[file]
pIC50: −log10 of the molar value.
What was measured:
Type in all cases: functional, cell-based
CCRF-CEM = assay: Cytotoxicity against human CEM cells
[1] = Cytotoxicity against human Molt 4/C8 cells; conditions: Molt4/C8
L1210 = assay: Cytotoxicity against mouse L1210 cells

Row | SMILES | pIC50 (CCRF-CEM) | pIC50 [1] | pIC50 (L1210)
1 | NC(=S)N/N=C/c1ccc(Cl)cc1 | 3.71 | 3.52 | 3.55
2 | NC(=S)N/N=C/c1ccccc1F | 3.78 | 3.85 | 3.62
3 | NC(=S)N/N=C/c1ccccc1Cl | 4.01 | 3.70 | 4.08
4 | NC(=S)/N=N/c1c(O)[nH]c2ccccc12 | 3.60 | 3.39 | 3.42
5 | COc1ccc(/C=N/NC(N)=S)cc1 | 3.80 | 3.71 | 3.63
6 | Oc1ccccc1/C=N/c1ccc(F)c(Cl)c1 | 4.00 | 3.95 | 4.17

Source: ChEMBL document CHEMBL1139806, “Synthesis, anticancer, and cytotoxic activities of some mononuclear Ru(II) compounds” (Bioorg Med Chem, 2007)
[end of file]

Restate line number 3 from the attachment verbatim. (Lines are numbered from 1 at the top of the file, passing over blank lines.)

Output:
Type in all cases: functional, cell-based